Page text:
What is the new outdoors?
A crop of young brands seek to answer that question by launching rugged but style-conscious product with a new vision for the category — one that blurs the lines between outdoor and not.
The product is garnering buzz, though these labels face challenges as they work to find their place in the market.
Long Beach, Calif.-based Ridgemont Outfitters, the brainchild of former pro skater and Duffs executive Stacy Lowery and business partner Alex Hall, grew out of Lowery’s search for a pair of shoes for his Costa Rica honeymoon. “Everything that was built to last for the duration of the trip would make me look like a crazy person walking around the airport,” he said. “I would have had to become a different person to buy those shoes.”
The four-style men’s line soft launched last summer at the Agenda: Long Beach streetwear show. The line features oiled suedes, leathers and waxed canvas uppers, and a stable shank on a vulcanized construction, which the team borrowed from the skate world. The shoes are built for everyday outdoor activities, like taking the dog for a walk or scrambling down to the surf, but won’t alienate stylish shoppers, Lowery said.
“Outdoor is booming, and other sectors are getting younger and more influenced by the [action-sports] world, but nothing was happening in footwear,” said Lowery, who watched the market for a full year expecting a bigger company to have the same insight. “If I was feeling this way, there had to be other people who’d grown up in skate, snowboarding, BMX and similar activities who had a personal aesthetic that didn’t mesh with what was on the shoe wall, but still wanted to enjoy the outdoors.”
The time might be right for the worlds to collide.
Boston-based Forsake, a men’s line that also fuses action-sports styling with outdoor protection, has secured accounts with Backcountry.com, New York’s Paragon Sports, REI and Nordstrom.com.
And Eli Marmar, one of the founders of 3-year-old Freewaters Footwear, based in Portola Valley, Calif., said the market has been moving steadily toward an intersection. “All the lines are being crossed between what used to be outdoor and athletic, and street fashion and high fashion,” he said.
Huckberry.com, founded in 2011, straddles that border. The San Francisco-based online shopping journal picked up Ridgemont earlier this year and received its first delivery last month.
“We’re for guys who live and work in the city but try to get out as much as possible. And Ridgemont is definitely for the everyday guy,” said Huckberry buyer Michael Belen. “If you go to an REI and pick up a pair of hiking boots, they’re almost scary — they feel like they’re gearing up for huge elevations. That’s why we liked Ridgemonts: They relate to the normal guy. They’re strong enough to support you when you’re going on a weekend hike, but stylish enough to outfit you for the local cafe.”
Greg Zuckerman, buyer for Boston-based City Sports, said that stocking smaller brands with style-conscious outlooks is crucial to connecting with active young shoppers, even if it means taking on more risk in the business. “We continue to sell legacy pieces and the brands that are our bread and butter, but we need something to excite the consumer,” he said. “Finding ways to bring in those vendors in a financially responsible way is the beating heart of City Sports.”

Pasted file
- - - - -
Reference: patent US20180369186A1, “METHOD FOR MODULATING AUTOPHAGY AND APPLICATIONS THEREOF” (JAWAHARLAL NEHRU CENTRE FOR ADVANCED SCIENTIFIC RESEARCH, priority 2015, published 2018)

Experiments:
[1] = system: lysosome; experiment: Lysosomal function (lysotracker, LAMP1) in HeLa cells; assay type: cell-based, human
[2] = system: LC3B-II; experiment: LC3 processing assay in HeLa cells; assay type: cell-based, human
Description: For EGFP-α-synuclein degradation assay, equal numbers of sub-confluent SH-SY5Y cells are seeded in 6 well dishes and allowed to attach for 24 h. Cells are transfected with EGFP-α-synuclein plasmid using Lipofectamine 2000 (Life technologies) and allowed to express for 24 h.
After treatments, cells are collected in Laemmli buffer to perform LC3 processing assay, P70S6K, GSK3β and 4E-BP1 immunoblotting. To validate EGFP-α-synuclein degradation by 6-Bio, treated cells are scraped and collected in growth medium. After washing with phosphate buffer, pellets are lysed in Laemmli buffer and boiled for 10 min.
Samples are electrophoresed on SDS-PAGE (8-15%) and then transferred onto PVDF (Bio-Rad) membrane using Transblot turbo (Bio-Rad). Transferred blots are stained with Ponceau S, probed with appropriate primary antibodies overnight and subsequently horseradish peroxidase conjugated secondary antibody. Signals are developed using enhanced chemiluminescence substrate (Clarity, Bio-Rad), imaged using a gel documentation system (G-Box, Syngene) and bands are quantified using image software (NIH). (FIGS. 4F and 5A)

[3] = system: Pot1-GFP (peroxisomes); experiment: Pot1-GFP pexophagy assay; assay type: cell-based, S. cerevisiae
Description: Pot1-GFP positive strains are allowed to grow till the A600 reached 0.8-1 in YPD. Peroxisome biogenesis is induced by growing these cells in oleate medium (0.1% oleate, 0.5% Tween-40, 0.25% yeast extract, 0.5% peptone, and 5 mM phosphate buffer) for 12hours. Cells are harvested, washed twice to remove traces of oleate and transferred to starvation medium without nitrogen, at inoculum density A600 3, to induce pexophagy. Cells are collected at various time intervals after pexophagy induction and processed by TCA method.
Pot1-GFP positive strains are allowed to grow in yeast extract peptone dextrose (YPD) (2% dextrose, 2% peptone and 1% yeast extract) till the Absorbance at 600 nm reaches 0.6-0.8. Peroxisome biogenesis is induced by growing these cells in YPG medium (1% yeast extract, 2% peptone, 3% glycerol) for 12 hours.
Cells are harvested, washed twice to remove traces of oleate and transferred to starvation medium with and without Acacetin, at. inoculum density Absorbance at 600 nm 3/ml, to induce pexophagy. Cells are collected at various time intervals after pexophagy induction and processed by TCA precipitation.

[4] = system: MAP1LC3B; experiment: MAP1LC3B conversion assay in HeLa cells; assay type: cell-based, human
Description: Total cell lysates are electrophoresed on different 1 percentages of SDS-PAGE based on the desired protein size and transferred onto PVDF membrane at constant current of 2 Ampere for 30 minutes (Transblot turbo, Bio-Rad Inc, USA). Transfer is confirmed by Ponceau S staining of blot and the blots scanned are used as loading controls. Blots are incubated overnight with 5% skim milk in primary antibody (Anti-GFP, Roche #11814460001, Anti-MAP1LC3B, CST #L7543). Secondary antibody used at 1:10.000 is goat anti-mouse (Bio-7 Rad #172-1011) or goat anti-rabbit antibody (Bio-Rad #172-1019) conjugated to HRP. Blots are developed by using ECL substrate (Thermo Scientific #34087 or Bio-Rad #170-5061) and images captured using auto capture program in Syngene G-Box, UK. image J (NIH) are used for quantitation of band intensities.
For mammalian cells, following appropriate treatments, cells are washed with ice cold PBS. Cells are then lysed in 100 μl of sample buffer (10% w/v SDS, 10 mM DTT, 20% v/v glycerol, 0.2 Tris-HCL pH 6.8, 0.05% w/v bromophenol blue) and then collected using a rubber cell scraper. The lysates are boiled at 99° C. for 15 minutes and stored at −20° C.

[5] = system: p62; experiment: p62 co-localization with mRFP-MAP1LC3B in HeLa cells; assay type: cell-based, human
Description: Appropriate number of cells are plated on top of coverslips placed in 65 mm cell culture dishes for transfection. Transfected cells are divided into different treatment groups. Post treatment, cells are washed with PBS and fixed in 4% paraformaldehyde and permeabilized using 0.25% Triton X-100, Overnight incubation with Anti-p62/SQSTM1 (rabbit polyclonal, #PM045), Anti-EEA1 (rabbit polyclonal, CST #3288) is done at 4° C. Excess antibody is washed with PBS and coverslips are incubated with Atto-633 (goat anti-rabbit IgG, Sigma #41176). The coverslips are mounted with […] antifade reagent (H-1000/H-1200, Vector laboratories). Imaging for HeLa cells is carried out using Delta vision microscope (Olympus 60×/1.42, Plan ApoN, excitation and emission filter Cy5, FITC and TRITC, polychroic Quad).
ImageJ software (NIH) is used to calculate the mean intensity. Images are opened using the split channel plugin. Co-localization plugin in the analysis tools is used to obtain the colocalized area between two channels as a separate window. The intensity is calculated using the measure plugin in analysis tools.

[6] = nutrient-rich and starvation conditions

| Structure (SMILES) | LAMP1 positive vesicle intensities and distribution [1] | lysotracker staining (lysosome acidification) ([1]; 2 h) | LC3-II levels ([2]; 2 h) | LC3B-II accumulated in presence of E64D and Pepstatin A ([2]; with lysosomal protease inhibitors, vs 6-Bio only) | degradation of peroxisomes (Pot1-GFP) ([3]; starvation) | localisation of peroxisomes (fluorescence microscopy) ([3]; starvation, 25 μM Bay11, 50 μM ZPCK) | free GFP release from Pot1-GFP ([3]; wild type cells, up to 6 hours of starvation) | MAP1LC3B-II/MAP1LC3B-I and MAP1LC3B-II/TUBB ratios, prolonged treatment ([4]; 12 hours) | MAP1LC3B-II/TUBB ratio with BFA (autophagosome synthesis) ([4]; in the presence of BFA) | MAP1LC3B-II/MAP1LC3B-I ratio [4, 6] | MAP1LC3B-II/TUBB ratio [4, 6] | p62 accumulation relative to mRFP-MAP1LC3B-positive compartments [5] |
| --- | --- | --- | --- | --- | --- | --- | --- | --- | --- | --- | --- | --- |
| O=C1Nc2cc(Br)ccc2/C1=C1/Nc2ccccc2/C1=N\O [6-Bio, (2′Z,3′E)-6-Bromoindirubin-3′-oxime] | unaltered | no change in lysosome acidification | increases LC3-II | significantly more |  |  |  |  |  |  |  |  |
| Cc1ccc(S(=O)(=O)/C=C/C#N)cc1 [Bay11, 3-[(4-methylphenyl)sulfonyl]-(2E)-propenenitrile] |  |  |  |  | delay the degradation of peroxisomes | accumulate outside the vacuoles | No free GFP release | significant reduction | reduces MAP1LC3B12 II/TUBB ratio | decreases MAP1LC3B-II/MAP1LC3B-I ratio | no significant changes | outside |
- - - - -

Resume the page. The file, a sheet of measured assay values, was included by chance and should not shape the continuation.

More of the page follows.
For the brands, getting established in an ultracompetitive market isn’t easy. Marmar said many retail accounts have asked to see proof of customer demand before writing orders. “They want new, but they want guaranteed — new without the risk,” he said. “People love supporting the smaller brands, but at the end of the day, you still come up against a lot of barriers.”
Ridgemont’s Lowery noted that finding the sweet spot for the product mix will be essential. “It’s still very much a case of, we know our customers are out there, but what are the right avenues to get to them?”
There are opportunities outside the sporting goods channel. Streetwear boutiques have shown increased interest in the category for several seasons. And thanks to the hot heritage trend, fashion- and trend-oriented stores are adding classic outdoor labels to their mixes.
Core category players may be catching up, too. Earlier this month, Outdoor Retailer announced that its upcoming event will host a new area, dubbed Venture Out, to showcase what show organizer Emerald Expositions calls “the modern outdoors.”
“There is a growing trend of urban, younger consumers seeking outdoor experiences that aren’t the classic ‘man with ice axe on side of cliff’ things,” said Scott McGuire, president of Mammoth Lake, Calif.-based Mountain Lab, the branding company developing Venture Out.
He pointed out that new brands can play an important role in that space. “A lot of the traditional outdoor brands don’t resonate with their experience. They’re too hardcore or they don’t match with the aesthetics. I see people wearing Stance socks, board shorts and skate shoes coming off the trail taking pictures for their Tumblr. And they’re having an outdoor experience.”